By Matt Jones
NEW YORK (GenomeWeb News) – The US Food and Drug Administration expects that companies developing drugs or in vitro companion diagnostic tests that depend on each other will file applications for the drug and the test concurrently, according to a guidance document FDA is still developing.
FDA's new draft guidance on "In Vitro Companion Diagnostic Devices" is aimed at drug developers who are developing a therapeutic that depends on the use of an IVD companion test, and for those planning to develop an IVD companion test that is intended to be used with a corresponding therapeutic product.
FDA undertook the review in response to the increased development of drugs and tests that are linked or depend on the use of the other.
The release of the draft guidance kicks off a 60-day comment period, during which the agency will collect thoughts and responses on its plans from industry and other interested groups.
"The rationale of the guidance was to let people know before we approved these kinds of drugs – where you actually have to select the population with a test – that we need to know that the test actually works," Elizabeth Mansfield, FDA Director of Personalized Medicine Staff in the Center for Devices and Radiological Health, told GenomeWeb Daily News today.
"This type of development of targeted drugs is becoming more and more common, and so it came to be time to make this widely known," she said. "As drug manufacturers are going down this road, they need to know ahead of time [that] you're going to have to have the diagnostic test approved."
The proposed rules will cover diagnostic tests that identify patients who are most likely to benefit from a certain treatment, those who are at increased risk for serious adverse reactions as a result of a particular treatment, and tests used to monitor response to treatments.
Although the new FDA plan does not overhaul the review processes for the drugs or their companion devices — both of which would still follow the processes they already do under the different therapeutic and device pathways — approval of the drugs or devices could depend on each other, and information about the IVD companion test will be requested and shared between parts of the agency.
"The way we've been handling it so far is that we're using the two different regulatory mechanisms as they already exist," Mansfield told GWDN. "But where the information from a drug study provides information that's needed for the device about clinical validity … then we just take that information from the drug study.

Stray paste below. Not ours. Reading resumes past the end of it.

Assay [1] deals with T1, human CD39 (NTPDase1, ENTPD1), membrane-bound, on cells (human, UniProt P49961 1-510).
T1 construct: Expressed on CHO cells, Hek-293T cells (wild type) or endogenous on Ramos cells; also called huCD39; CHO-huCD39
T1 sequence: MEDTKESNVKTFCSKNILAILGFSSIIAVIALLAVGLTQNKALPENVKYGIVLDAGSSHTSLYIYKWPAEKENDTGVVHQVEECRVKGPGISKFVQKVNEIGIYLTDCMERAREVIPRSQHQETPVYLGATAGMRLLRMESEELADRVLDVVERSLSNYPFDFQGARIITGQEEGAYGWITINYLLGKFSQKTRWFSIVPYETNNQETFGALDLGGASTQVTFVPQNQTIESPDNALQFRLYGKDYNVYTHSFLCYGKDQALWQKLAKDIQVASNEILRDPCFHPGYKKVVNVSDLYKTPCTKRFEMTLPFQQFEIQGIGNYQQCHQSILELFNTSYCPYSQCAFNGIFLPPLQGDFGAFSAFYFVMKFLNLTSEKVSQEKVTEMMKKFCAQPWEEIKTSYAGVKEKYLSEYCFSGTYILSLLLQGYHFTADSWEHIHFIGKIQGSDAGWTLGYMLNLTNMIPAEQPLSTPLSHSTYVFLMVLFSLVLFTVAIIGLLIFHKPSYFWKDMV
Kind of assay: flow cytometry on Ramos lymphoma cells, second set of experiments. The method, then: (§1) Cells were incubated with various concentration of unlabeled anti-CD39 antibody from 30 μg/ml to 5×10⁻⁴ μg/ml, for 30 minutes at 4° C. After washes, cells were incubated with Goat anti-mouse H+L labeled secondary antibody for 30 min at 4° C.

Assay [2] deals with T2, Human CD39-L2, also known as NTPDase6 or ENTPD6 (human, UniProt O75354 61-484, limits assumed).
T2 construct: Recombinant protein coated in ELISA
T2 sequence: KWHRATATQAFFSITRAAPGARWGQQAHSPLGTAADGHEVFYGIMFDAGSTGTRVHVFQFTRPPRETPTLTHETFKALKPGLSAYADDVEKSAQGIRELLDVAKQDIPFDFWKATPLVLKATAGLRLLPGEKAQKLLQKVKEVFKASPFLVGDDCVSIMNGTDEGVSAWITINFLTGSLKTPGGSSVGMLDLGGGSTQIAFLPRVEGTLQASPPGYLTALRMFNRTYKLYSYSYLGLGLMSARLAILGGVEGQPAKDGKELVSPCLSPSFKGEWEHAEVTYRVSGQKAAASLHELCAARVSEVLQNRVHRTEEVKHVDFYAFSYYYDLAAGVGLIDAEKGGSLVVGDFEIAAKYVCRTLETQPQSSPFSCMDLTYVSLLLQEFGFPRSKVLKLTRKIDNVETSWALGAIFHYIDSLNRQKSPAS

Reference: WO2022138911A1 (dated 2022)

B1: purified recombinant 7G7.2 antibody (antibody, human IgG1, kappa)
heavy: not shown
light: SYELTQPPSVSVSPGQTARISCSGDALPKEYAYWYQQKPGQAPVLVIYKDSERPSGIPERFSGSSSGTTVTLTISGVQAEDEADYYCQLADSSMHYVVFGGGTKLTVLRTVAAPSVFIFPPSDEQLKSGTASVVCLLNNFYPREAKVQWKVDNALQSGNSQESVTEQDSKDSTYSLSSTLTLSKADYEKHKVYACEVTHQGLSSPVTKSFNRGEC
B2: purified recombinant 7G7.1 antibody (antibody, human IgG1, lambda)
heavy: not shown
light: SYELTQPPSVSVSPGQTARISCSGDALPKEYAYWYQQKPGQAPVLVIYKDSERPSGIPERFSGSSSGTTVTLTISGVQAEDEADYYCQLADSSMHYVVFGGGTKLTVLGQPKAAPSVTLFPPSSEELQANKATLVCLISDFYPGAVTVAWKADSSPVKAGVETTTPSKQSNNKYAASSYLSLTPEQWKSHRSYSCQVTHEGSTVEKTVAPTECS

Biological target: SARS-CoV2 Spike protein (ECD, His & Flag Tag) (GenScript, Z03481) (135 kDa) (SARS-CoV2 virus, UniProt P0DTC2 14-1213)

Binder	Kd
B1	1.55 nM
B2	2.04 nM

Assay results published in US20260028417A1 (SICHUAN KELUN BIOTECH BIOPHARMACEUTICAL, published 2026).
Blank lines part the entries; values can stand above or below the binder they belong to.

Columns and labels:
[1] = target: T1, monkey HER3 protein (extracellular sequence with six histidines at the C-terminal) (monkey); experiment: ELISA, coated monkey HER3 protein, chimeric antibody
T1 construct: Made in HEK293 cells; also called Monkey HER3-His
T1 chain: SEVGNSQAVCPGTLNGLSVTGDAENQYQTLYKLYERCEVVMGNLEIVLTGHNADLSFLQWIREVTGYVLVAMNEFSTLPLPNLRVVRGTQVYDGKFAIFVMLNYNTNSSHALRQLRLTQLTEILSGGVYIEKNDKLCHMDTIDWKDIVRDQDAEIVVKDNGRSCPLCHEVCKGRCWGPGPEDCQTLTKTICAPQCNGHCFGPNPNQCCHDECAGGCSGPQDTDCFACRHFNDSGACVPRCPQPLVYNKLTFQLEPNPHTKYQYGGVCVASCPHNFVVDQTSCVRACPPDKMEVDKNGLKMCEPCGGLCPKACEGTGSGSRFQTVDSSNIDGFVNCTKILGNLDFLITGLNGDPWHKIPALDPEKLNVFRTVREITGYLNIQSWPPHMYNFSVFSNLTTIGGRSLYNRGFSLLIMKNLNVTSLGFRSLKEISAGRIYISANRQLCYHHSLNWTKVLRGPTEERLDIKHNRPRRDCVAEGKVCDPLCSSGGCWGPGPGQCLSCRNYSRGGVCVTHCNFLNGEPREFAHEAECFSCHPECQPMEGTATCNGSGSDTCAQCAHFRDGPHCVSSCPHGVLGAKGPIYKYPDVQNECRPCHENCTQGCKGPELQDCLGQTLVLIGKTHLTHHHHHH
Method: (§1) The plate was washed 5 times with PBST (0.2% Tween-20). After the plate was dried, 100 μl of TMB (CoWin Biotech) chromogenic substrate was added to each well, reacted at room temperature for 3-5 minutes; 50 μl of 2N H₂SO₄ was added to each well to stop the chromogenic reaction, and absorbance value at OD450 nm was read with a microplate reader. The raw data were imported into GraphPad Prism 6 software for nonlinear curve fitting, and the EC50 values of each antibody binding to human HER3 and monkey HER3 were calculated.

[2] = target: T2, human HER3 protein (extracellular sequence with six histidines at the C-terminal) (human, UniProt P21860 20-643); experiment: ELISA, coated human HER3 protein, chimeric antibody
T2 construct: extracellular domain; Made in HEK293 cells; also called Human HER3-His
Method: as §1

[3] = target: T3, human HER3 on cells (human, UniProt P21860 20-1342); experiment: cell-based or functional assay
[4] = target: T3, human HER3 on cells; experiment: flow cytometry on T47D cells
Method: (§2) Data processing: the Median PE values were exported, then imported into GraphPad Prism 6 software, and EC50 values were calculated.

"We don't require the device company to do a whole separate trial. We're using the same regulatory pathways as ever, we're just able to tell the different companies what parts of it they need to fulfill, and what parts, if any" they don't, she explained.
"When results from a diagnostic device are a determining factor in patient treatment, healthcare professionals must be able to rely on those results," FDA said in the guidance, stating that inadequate performance of an IVD companion test "could have severe therapeutic consequences."
These devices could fail analytically by incorrectly measuring a quantity of protein, for example, or they could fail clinically by not identifying patients who are at serious risk for adverse events, according to the draft guidance.
Under the proposal, FDA will plan to review each IVD companion device submission within the context of, or in conjunction with, its corresponding drug product.
For novel therapeutic products, IVD companion tests should be developed and approved contemporaneously to support the treatment's safe and effective use, and FDA will determine if it is properly validated and meets safety and effectiveness standards.
In two types of cases FDA said that it may approve a drug even though the related IVD companion device has not yet been cleared or approved. One such situation would include the approval of new therapeutic products to treat serious or life-threatening conditions for which no satisfactory alternative treatment exists, and in which the benefits are deemed to outweigh the risks of using the drug without the approval of its companion test. Another situation would include therapeutic products that have already been approved and which require changes to the labeling to address safety issues.
Because FDA expects to use review mechanisms that are already in place, Mansfield said, it is likely that this guidance will not stir much concern among companies applying for review of co-dependent drugs and IVD companion tests.
"I think most of the companies who are doing this actually realize that without the test we can't say whether their drug is safe and effective until we know what population the drug is going to be given to," she said. "I think they grasp that and they understand that that's actually important for approving a drug. We say in this guidance that we may not approve your drug if we don't have a test to approve."
She said that after the two-month comment period FDA will review the comments and the draft guidance, adding that it may be optimistic to expect the final guidance by the end of the year.